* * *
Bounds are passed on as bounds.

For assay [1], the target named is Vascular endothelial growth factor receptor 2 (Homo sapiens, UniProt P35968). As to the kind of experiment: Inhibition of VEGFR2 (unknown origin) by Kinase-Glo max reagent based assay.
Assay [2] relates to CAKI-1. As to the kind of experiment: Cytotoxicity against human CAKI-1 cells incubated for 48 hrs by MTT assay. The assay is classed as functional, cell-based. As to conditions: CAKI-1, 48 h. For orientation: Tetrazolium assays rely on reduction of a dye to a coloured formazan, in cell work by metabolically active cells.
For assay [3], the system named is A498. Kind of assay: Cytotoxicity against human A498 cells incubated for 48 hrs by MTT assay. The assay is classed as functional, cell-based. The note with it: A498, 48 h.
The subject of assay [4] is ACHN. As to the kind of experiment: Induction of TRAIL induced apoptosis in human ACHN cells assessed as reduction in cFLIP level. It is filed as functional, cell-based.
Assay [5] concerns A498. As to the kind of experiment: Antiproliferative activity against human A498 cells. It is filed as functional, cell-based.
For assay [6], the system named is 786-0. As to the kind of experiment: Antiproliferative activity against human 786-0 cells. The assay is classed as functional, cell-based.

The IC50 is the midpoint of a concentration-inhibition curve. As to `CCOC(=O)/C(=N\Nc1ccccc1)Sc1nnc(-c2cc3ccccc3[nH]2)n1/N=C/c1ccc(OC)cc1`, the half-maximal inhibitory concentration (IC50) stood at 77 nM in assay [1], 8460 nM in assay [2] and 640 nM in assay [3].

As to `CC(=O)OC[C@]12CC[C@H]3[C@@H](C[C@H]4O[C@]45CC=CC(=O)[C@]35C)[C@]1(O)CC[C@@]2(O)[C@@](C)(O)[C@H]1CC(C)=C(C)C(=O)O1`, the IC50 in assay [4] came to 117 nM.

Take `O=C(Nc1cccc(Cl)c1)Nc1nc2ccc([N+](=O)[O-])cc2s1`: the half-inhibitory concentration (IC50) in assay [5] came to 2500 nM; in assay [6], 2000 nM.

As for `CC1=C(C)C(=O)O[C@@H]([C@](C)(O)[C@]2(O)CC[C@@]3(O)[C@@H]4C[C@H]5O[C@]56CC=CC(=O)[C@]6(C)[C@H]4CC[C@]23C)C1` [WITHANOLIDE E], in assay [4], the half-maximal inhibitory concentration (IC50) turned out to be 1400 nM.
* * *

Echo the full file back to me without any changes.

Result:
Bounds are passed on as bounds.

For assay [1], the target named is Vascular endothelial growth factor receptor 2 (Homo sapiens, UniProt P35968). As to the kind of experiment: Inhibition of VEGFR2 (unknown origin) by Kinase-Glo max reagent based assay.
Assay [2] relates to CAKI-1. As to the kind of experiment: Cytotoxicity against human CAKI-1 cells incubated for 48 hrs by MTT assay. The assay is classed as functional, cell-based. As to conditions: CAKI-1, 48 h. For orientation: Tetrazolium assays rely on reduction of a dye to a coloured formazan, in cell work by metabolically active cells.
For assay [3], the system named is A498. Kind of assay: Cytotoxicity against human A498 cells incubated for 48 hrs by MTT assay. The assay is classed as functional, cell-based. The note with it: A498, 48 h.
The subject of assay [4] is ACHN. As to the kind of experiment: Induction of TRAIL induced apoptosis in human ACHN cells assessed as reduction in cFLIP level. It is filed as functional, cell-based.
Assay [5] concerns A498. As to the kind of experiment: Antiproliferative activity against human A498 cells. It is filed as functional, cell-based.
For assay [6], the system named is 786-0. As to the kind of experiment: Antiproliferative activity against human 786-0 cells. The assay is classed as functional, cell-based.

The IC50 is the midpoint of a concentration-inhibition curve. As to `CCOC(=O)/C(=N\Nc1ccccc1)Sc1nnc(-c2cc3ccccc3[nH]2)n1/N=C/c1ccc(OC)cc1`, the half-maximal inhibitory concentration (IC50) stood at 77 nM in assay [1], 8460 nM in assay [2] and 640 nM in assay [3].

As to `CC(=O)OC[C@]12CC[C@H]3[C@@H](C[C@H]4O[C@]45CC=CC(=O)[C@]35C)[C@]1(O)CC[C@@]2(O)[C@@](C)(O)[C@H]1CC(C)=C(C)C(=O)O1`, the IC50 in assay [4] came to 117 nM.

Take `O=C(Nc1cccc(Cl)c1)Nc1nc2ccc([N+](=O)[O-])cc2s1`: the half-inhibitory concentration (IC50) in assay [5] came to 2500 nM; in assay [6], 2000 nM.

As for `CC1=C(C)C(=O)O[C@@H]([C@](C)(O)[C@]2(O)CC[C@@]3(O)[C@@H]4C[C@H]5O[C@]56CC=CC(=O)[C@]6(C)[C@H]4CC[C@]23C)C1` [WITHANOLIDE E], in assay [4], the half-maximal inhibitory concentration (IC50) turned out to be 1400 nM.